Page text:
(Host) A new report highlights continuing problems at the Vermont State Hospital.
The document says patients have assaulted employees seven times recently, with three of the injuries resulting in broken bones.
The Douglas Administration wants to replace the hospital. But legislative leaders said today they’re not satisfied with the progress to date.
VPR’s John Dillon reports:
(Dillon) Every year, the state reports to the Legislature on a law that allows involuntary medication.
In certain circumstances, the state can get a court order to medicate people so they won’t harm themselves or others.
This year’s report to lawmakers contains a startling statistic.
In one recent eight-day period, patients assaulted hospital staff seven times. Five of the employees required medical care. And three of the five had fractures or broken bones.
(Donahue) “If that isn’t a red flag for crisis, I don’t know what more you need.”
(Dillon) Northfield Representative Anne Donahue is a longtime advocate on mental health issues. She says the report highlights the severity of the problems at the hospital. The hospital has lost its certification and a recent Department of Justice report pointed to continuing issues with patient care.
(Donahue) “Three people with broken bones – If that’s the level of what’s happening at the state hospital. And I think the Department of Justice report articulated some of the problems and some of the overly slow movement. That’s the kind of degree of safety risk that we’re talking about.”
(Dillon) Donahue is a Republican and has worked on mental health issues for years. So she was a little surprised when Democratic legislative leaders held a news conference to announce that they’re taking a more active role in planning for a new state hospital.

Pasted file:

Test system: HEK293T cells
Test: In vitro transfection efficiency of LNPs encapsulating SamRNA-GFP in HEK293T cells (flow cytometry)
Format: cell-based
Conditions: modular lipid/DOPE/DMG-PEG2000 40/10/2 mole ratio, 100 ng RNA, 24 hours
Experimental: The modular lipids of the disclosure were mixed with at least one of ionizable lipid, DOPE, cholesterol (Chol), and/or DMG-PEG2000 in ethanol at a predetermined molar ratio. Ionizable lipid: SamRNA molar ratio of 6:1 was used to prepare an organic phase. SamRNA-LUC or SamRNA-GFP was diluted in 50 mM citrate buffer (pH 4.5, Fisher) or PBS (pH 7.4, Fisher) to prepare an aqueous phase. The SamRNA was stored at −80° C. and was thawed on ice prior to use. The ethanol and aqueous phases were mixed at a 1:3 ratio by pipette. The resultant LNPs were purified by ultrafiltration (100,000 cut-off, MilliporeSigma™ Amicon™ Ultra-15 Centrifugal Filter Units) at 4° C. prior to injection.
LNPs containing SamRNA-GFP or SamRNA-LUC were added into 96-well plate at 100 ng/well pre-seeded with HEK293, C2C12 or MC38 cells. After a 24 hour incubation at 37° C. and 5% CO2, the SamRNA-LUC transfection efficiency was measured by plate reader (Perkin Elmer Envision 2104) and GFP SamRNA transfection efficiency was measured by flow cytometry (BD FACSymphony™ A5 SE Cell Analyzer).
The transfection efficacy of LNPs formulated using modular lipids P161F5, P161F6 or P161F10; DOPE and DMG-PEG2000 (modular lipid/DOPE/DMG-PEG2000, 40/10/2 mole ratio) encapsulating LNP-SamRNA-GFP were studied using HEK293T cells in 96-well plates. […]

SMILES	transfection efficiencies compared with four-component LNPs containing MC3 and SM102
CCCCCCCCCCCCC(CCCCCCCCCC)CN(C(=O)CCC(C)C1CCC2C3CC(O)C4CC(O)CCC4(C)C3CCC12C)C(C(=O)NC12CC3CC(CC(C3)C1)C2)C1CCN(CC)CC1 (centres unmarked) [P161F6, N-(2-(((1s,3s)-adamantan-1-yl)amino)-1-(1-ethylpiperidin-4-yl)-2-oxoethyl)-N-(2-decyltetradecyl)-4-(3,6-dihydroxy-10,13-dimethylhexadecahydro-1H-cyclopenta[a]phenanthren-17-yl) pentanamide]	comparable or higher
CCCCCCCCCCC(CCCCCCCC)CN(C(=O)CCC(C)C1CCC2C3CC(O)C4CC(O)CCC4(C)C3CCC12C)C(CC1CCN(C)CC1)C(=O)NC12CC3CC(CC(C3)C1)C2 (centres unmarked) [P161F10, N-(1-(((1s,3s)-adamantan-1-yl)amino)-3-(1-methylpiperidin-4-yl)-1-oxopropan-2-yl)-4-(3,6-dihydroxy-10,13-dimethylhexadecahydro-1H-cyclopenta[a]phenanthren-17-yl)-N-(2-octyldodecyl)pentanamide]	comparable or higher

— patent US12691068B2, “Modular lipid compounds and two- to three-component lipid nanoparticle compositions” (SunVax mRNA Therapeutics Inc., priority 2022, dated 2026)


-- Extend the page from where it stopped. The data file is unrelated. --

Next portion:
Senate President Peter Shumlin said the current plan to replace the hospital with a $100 million facility in Burlington is unaffordable and unworkable.
(Shumlin) “We’re concerned about the lack of leadership. We’re concerned about the lack of direction. And we feel that the Legislature has to help and take charge and offer leadership where leadership has been lacking.”
(Dillon) Shumlin wants to use the $1 million that is now set aside for hospital planning to explore other options for caring for the mentally ill.
(Shumlin) “There is no unified plan that you’re going to be able to sell Vermonters on, that’s in the best interests of patients, and the best interests of Vermont taxpayers. It’s up to us to come up with a plan that will work.”
(Dillon) Michael Hartman is the deputy commissioner for mental health. He wrote the report that documented the injuries to state hospital staff. Hartman says the current state hospital building is inadequate.
And he says the state has to recognize that mentally ill people deserve to be cared for not in isolation, but as part of a traditional hospital setting. The plan now calls for the new facility to be associated with Fletcher Allen Health Care in Burlington.
(Hartman) “And part of what we felt we were hearing as we were moving to this plan, is that that needed to change: that those folks who already have many compromises of their health, mental health and physical health, and are very much usually in a situation of poverty, that we needed to take this opportunity to put them in the best level of care.”
(Dillon) Meanwhile, Governor Jim Douglas’ spokesmen are accusing lawmakers of being hypocritical because the Legislature set up the process for building a new hospital.
For Vermont Public Radio, I’m John Dillon in Montpelier.